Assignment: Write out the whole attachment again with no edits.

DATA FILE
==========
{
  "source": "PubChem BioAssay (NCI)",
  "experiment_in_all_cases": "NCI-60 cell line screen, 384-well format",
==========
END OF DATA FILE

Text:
{
  "source": "PubChem BioAssay (NCI)",
  "experiment_in_all_cases": "NCI-60 cell line screen, 384-well format",